Of course, in an ideal world, everyone would be adult enough to know to watch their language a little bit, and to not overreact a lot. But given that certain people are especially sensitive for various reasons, we should find a way to allow them to coexist with the rest of society.

Comment Interesting intersection of Patent and Copyright (Score 4, Interesting) 225

It's usually hard to copyright a "thing". If you make a thing -- a new type of shelving or gun or glass or pen or chair or whatever -- you can't get a copyright on it, you can maybe get a patent on it.

So for a CAD file of a gun, the CAD file could be copyrighted... but it would be copyrighted by the author, not by the manufacturer of the gun it was a clone of (unless they were the author, of course). Now, printing out the gun might be manufacturing something covered by patents... but copying the file wouldn't be creating the gun.

3D printing will sure be interesting from a legal standpoint, it potentially brings copyright and patent law together for just about everything. I would hope that we could establish that CAD files for 3D printers are equal to recipes for the purposes of copyright: a series of steps to create something. But that's certainly not what happened for source code.

Comment C=B*log2(1+SNR): It's not just a good idea... (Score 3, Insightful) 60

It's the law!

And you're getting very close to the Shannon limit with turbo codes. LTE isn't much more spectral efficient as compared to HSPA+, but it has wider frequency bands and so can get more peak speed to customers.

So you can increase the amount of spectrum you have, with the current infrastructure, to get more capacity. That will buy you a few years of network traffic increase.

But eventually you have to figure out how to get less capacity demand and more SNR. There's really only one way to do that: change the infrastructure topology. And that has lots of problems.

It's kind of like we're near "Peak Bandwidth".

Comment Ask Drew Curtis (Score 1) 214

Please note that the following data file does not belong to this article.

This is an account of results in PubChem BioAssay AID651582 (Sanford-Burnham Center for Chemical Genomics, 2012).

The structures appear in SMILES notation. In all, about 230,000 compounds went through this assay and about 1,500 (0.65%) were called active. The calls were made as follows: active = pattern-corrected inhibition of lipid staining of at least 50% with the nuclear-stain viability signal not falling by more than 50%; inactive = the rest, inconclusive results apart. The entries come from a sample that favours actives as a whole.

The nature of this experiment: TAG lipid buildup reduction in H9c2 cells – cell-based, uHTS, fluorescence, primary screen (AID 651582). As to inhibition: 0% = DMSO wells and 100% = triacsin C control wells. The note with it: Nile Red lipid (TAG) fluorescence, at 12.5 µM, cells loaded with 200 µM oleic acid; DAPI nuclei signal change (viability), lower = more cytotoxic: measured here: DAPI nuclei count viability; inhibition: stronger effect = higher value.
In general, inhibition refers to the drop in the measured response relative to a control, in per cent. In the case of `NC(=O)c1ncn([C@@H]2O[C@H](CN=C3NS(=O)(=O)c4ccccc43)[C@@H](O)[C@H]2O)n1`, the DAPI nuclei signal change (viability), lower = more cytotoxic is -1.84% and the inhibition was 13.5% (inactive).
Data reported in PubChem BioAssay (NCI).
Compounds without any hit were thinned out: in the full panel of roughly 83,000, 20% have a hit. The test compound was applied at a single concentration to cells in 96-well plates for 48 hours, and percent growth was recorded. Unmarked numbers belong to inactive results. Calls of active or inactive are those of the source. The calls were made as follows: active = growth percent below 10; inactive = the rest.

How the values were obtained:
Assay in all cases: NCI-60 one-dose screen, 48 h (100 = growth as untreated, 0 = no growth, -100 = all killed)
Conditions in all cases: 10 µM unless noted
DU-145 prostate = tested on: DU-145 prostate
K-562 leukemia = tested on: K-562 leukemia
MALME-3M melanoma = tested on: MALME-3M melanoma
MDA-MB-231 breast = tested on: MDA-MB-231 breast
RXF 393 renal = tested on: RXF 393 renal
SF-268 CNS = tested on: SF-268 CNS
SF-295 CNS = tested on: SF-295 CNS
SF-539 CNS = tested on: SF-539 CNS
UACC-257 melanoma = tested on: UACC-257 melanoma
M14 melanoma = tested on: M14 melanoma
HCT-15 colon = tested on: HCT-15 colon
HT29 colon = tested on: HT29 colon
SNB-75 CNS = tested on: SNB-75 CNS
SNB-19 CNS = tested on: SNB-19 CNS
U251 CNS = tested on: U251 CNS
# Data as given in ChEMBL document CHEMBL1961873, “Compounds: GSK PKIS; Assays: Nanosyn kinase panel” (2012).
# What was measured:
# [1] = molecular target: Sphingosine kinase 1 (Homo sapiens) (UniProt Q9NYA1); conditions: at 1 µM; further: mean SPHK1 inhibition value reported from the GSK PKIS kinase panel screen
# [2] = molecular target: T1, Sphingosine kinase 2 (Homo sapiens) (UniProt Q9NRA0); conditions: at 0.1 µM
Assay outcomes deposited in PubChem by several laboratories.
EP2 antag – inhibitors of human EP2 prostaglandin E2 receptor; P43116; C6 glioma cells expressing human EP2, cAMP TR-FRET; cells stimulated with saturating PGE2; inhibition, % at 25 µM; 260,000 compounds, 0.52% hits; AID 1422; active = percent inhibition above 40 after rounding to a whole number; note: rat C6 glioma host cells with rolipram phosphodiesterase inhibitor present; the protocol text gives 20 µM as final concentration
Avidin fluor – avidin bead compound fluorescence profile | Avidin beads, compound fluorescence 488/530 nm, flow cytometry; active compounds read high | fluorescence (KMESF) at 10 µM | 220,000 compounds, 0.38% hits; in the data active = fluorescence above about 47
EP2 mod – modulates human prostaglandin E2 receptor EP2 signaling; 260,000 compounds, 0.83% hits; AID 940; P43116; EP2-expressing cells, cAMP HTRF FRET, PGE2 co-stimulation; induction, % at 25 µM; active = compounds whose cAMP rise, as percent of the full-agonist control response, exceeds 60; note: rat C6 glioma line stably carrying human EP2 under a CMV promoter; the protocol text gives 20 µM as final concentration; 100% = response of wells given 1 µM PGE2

Of fark.com. He recently had to defend against one of these patent trolls. His advice on a TED talk was (if I recall): fight the infringement, not the patent. His response with a lawyer was actually pretty cheap, and asked the plaintiff to circle the infringement and to disclose various things about the shell company. The other side doesn't want battle in court, either. Drew settled for nothing.

Comment C is great (Score 4, Insightful) 793

  • It is much more portable than assembly
  • The performance overhead compared to assembly is reasonable
  • Most people find it simpler to develop in than Forth
  • It's not the horrible monster that C++ is

This makes it very nice for all kinds of embedded environments.

Efficiency matters. Python is great, but you don't want to use it for embedded work.

Comment He's mostly right (Score 5, Insightful) 406

All those scalar processors look the same. You can trade energy efficiency for performance and end up with a lower power processor that's a lot slower. When you push the performance, the architecture doesn't matter as much, because most of the energy is spent figuring out what to run and when to run it.

Compounding this fact, ARM isn't that great of an architecture. It's got variable length instructions, not enough registers, microcoded instructions, and a horrible, horrible virtual memory architecture.

The big thing that ARM has is the licensing model. ARM will give you just about everything you need for a decent applications SOC. Processor, bus, and now even things like GPU and memory controllers. Sprinkle in your own companies' special sauce, and you have a great product. All they ask is for a little bit of royalty money for every chip you sell. And since everyone is using pretty much the same ARM core, the tools and "ecosystem" is pretty good.

But there's not much of an advantage to the architecture... the advantage is all in the business model, where everyone can license it on the cheap and make a unique product out of it.

And nowadays, the CPU is becoming less important. It's everything around it -- graphics, video, audio, imaging, telecommunications -- is what makes the difference.